By: Sean Crose
He’s now 32 years old. He’s been a professional athlete for just
under 14 years. He’s held major titles in numerous weight divisions and has avenged
his only professional loss. There is little doubt that Leo Santa Cruz possesses
a classic success story. Now, however, as a new generation of dominant boxers emerges,
Santa Cruz is being viewed as a member of the sport’s old guard. That’s an odd
thing for a man still far removed from 40. Still, as this exciting and soft-spoken
figure heads towards the October 24th date of his next fight, it’s
his opponent, the brash, 25 year old Gervonta Davis who the media has it’s eyes
There’s some good reason for this, of course. Davis is lightning fast and hits with power outing thunder. He’s also the younger man by seven years and has yet to lose a fight. On top of that, Davis’ legal troubles and Twitter exploits have made him the stuff of click bait. He is arguably surfing a large sized wave headed for star status. Santa Cruz, on the other hand, is boxing’s quiet man. Wins over the likes of Carl Frampton and Abner Mares have made him respected and popular rather than loved or hated. He takes things as they come, Santa Cruz. In interviews, this extremely polite man appears almost passive. Santa Cruz is, in a sense, the popular opposite of Davis…although it has to be added here that Davis himself possesses a gracious, sportsmanlike side that gets brushed away in all the hoopla.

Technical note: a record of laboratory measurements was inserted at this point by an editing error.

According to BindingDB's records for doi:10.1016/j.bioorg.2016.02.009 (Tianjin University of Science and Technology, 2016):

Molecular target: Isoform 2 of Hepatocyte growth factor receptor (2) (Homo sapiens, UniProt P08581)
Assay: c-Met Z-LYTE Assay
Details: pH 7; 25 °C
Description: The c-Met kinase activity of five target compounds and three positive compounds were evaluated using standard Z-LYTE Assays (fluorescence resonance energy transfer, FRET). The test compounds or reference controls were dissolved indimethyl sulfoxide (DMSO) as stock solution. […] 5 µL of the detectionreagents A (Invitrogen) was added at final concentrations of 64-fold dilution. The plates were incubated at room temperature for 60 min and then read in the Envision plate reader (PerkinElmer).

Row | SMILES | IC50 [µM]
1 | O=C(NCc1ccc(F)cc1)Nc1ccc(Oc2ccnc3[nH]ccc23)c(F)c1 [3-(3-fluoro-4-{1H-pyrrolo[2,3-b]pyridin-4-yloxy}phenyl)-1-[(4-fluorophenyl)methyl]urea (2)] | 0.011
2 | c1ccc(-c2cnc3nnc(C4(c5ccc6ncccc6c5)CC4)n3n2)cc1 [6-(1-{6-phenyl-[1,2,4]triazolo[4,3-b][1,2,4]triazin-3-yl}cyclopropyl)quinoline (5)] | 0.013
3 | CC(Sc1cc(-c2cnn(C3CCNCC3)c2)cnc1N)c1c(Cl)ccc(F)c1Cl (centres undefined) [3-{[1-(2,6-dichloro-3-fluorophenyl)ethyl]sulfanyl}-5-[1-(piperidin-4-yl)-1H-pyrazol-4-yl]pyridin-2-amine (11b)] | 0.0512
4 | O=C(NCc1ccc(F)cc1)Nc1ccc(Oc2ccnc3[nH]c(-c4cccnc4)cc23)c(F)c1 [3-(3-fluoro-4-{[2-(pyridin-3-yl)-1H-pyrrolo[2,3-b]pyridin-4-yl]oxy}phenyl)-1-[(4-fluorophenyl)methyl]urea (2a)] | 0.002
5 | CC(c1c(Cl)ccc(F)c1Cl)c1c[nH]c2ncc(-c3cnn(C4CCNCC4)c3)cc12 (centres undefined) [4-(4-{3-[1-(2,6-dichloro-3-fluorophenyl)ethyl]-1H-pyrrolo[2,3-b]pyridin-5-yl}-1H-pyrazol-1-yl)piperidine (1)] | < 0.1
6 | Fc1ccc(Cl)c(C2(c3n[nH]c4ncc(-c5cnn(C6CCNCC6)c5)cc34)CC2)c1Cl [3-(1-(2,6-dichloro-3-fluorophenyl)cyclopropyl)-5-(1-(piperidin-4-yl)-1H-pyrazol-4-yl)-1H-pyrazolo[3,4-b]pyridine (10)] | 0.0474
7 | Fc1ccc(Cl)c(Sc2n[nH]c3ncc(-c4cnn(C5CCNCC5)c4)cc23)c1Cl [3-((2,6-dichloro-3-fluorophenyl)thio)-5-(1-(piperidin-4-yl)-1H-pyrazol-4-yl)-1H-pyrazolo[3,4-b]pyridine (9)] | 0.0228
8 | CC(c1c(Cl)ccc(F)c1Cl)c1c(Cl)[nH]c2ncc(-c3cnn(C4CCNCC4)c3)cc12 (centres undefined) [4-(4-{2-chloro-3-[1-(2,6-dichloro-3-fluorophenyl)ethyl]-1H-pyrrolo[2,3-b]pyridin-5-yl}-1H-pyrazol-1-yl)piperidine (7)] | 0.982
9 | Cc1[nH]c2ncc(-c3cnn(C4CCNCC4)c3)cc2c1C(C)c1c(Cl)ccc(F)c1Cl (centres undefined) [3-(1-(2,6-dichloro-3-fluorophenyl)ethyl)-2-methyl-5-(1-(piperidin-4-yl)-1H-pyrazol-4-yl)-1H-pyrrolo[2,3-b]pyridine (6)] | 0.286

Perhaps more than anything else, the Davis-Santa Cruz fight
is being presented – by the media and boxing public if not the promotion – as a
classic passing of the torch fight. Will it be, though? He may be over thirty,
but fighters today fare better as they age than in previous decades. Also worth
considering is the fact Santa Cruz hasn’t taken a whole lot of damage in this
39 fight career. Lastly, there’s the matter of experience. Santa Cruz has wins
over Abner Mares and Carl Frampton. That’s a talent level Davis arguably hasn’t
faced yet, save for Yuriorkis Gamboa, who was already creeping towards forty
when Davis bested him last December.
Should Davis prevail over Santa Cruz in this young lion versus old master bout, few will perhaps be surprised. People will inevitably ask, however, where Santa Cruz will go from there. He’ll ask it himself, no doubt. You won’t see him shooting his mouth off, though, about being robbed, or about how he’s ready to come back and take on the world. That’s just not his style. No, if he loses next month, Santa Cruz will quietly move on.
Just like he will if he wins.
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